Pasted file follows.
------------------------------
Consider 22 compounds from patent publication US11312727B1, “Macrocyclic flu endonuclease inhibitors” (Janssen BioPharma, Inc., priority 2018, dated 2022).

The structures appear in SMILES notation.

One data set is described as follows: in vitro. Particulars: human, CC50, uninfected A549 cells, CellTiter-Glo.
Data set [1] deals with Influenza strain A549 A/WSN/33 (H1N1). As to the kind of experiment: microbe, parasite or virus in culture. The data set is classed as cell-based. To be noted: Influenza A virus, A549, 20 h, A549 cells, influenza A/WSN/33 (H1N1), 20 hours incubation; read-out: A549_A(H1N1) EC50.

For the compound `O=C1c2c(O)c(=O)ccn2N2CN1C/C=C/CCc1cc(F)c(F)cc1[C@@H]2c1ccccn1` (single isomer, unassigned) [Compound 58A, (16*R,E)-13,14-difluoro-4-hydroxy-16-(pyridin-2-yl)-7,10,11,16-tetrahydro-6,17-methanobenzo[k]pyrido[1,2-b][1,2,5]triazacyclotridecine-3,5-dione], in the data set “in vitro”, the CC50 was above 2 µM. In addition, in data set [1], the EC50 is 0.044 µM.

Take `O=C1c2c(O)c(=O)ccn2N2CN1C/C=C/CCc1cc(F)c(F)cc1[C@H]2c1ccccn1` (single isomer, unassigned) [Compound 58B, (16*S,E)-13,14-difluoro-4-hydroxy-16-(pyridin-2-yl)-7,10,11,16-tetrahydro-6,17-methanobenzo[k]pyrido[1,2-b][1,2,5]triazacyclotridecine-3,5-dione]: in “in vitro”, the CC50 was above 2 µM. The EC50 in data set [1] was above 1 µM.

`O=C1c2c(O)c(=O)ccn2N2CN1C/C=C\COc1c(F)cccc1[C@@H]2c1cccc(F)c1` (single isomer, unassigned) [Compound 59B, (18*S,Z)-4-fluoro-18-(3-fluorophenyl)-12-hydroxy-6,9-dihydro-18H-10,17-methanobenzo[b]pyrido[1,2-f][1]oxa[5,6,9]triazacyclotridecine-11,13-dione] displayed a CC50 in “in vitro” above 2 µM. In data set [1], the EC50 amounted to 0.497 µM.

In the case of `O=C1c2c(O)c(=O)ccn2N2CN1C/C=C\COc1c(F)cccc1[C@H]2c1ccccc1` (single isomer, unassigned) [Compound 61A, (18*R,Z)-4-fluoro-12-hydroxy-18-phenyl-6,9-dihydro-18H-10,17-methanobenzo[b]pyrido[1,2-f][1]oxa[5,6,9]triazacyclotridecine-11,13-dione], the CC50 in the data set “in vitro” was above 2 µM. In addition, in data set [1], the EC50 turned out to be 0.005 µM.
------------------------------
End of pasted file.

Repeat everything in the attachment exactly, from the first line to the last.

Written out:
Consider 22 compounds from patent publication US11312727B1, “Macrocyclic flu endonuclease inhibitors” (Janssen BioPharma, Inc., priority 2018, dated 2022).

The structures appear in SMILES notation.

One data set is described as follows: in vitro. Particulars: human, CC50, uninfected A549 cells, CellTiter-Glo.
Data set [1] deals with Influenza strain A549 A/WSN/33 (H1N1). As to the kind of experiment: microbe, parasite or virus in culture. The data set is classed as cell-based. To be noted: Influenza A virus, A549, 20 h, A549 cells, influenza A/WSN/33 (H1N1), 20 hours incubation; read-out: A549_A(H1N1) EC50.

For the compound `O=C1c2c(O)c(=O)ccn2N2CN1C/C=C/CCc1cc(F)c(F)cc1[C@@H]2c1ccccn1` (single isomer, unassigned) [Compound 58A, (16*R,E)-13,14-difluoro-4-hydroxy-16-(pyridin-2-yl)-7,10,11,16-tetrahydro-6,17-methanobenzo[k]pyrido[1,2-b][1,2,5]triazacyclotridecine-3,5-dione], in the data set “in vitro”, the CC50 was above 2 µM. In addition, in data set [1], the EC50 is 0.044 µM.

Take `O=C1c2c(O)c(=O)ccn2N2CN1C/C=C/CCc1cc(F)c(F)cc1[C@H]2c1ccccn1` (single isomer, unassigned) [Compound 58B, (16*S,E)-13,14-difluoro-4-hydroxy-16-(pyridin-2-yl)-7,10,11,16-tetrahydro-6,17-methanobenzo[k]pyrido[1,2-b][1,2,5]triazacyclotridecine-3,5-dione]: in “in vitro”, the CC50 was above 2 µM. The EC50 in data set [1] was above 1 µM.

`O=C1c2c(O)c(=O)ccn2N2CN1C/C=C\COc1c(F)cccc1[C@@H]2c1cccc(F)c1` (single isomer, unassigned) [Compound 59B, (18*S,Z)-4-fluoro-18-(3-fluorophenyl)-12-hydroxy-6,9-dihydro-18H-10,17-methanobenzo[b]pyrido[1,2-f][1]oxa[5,6,9]triazacyclotridecine-11,13-dione] displayed a CC50 in “in vitro” above 2 µM. In data set [1], the EC50 amounted to 0.497 µM.

In the case of `O=C1c2c(O)c(=O)ccn2N2CN1C/C=C\COc1c(F)cccc1[C@H]2c1ccccc1` (single isomer, unassigned) [Compound 61A, (18*R,Z)-4-fluoro-12-hydroxy-18-phenyl-6,9-dihydro-18H-10,17-methanobenzo[b]pyrido[1,2-f][1]oxa[5,6,9]triazacyclotridecine-11,13-dione], the CC50 in the data set “in vitro” was above 2 µM. In addition, in data set [1], the EC50 turned out to be 0.005 µM.